The baseline mission configuration for EJSM-Laplace includes two spacecraft: the Jupiter Ganymede Orbiter (JGO) and the Jupiter Europa Orbiter (JEO).
EJSM-Laplace will use these two orbiters to conduct unprecedented detailed studies of the giant gaseous planet Jupiter and its moons Europa, Ganymede, Callisto and Io. ESA's responsibility will be to build, launch and operate the Jupiter Ganymede Orbiter; NASA's responsibility will be to build, launch and operate the Jupiter Europa Orbiter.
The following features of the EJSM-Laplace mission define the JGO spacecraft design.
JGO and JEO will be operated independently in the Jovian system but the mission is designed to execute an extended choreographed exploration of the Jupiter system, after which the two spacecraft settle into orbit around Ganymede and Europa, respectively.
Since JGO focuses on Ganymede and Callisto, it can stay outside of Jupiter's main radiation belts. JEO, however, will be exposed to a greater radiation dose as it explores the inner Galilean satellites Europa and Io. This translates into differences between the spacecraft in terms of protection of the electronics, the power systems, and the payloads. JGO can use shielding as the primary protection for its electronics, however, the JEO design levels are much higher than is practical for standard parts and shielding. Therefore, all electronics on JEO will be designed with high radiation-tolerant electronics to minimize the required shielding, with some electronics and detectors utilizing spot shielding to reduce the radiation exposure. Due to the lower radiation exposure, JGO is able to use solar arrays to provide electrical power, with GaAs solar cells optimized for 'Low-Intensity/Low-Temperature' conditions. JEO will use radioisotope power sources instead.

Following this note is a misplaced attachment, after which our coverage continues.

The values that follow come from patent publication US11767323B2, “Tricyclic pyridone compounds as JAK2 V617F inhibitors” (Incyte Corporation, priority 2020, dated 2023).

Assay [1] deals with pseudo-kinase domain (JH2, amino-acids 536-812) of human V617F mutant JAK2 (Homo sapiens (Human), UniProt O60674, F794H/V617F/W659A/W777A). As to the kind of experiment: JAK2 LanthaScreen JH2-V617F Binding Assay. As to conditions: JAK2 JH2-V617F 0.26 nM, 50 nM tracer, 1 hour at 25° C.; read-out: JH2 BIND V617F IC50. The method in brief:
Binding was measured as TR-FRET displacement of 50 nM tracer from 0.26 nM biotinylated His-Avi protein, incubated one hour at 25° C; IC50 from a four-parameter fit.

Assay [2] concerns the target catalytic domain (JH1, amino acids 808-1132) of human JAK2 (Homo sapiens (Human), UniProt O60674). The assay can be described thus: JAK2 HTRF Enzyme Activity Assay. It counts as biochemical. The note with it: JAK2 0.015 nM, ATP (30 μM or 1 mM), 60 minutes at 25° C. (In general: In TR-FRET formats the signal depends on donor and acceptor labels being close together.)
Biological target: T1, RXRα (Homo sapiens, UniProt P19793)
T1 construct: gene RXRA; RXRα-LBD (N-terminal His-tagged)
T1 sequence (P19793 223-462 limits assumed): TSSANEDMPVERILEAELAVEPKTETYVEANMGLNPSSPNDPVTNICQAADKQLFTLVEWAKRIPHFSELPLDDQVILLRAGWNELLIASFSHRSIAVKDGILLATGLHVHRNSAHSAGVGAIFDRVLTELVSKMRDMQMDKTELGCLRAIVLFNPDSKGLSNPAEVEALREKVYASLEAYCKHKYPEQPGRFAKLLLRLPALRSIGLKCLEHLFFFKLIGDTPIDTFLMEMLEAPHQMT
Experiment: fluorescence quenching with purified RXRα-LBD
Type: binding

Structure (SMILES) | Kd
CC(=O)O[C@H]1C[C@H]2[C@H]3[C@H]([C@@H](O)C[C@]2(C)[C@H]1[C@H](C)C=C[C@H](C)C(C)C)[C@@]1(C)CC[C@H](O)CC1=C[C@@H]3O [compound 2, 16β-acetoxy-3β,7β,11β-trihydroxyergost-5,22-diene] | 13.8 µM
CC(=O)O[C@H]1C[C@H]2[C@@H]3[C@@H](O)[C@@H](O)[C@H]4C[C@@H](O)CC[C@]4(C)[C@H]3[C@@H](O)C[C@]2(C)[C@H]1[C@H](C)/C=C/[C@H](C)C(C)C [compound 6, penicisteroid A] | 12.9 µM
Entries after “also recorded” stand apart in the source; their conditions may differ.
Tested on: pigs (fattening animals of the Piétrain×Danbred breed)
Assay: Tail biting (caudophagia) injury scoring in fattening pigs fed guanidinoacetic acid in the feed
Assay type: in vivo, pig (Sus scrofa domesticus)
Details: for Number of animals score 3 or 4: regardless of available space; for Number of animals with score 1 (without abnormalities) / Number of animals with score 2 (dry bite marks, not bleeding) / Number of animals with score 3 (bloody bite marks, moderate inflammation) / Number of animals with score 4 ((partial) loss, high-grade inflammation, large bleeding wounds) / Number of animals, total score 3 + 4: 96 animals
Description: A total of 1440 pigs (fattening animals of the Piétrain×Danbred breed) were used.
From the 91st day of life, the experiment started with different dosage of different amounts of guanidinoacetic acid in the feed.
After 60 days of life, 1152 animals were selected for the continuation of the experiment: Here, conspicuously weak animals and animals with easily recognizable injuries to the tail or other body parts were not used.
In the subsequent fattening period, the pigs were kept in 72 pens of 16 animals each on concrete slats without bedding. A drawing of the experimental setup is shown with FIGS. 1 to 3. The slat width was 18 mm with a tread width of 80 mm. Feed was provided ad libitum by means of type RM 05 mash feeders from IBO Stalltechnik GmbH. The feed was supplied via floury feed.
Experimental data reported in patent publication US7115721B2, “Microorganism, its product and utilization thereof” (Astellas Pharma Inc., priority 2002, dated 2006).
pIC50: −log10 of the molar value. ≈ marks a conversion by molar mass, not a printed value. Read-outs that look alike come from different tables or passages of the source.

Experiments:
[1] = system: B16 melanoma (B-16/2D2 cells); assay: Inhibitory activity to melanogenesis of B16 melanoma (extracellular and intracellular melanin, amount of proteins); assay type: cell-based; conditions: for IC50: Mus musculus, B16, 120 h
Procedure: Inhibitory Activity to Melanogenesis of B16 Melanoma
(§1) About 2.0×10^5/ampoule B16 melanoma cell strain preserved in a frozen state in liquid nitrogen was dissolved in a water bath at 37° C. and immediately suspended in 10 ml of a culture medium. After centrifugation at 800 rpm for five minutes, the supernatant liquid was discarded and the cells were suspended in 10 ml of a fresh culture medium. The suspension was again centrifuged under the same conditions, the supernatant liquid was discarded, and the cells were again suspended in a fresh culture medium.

Both JGO and JEO must meet their respective planetary protection requirements. The requirements for JEO are more stringent than those for JGO since Europa is classified as a COSPAR category 3 object while Ganymede is a category 2+ object. This has implications for the design and integration activities. (See the COSPAR report on Planetary Protection for further details.).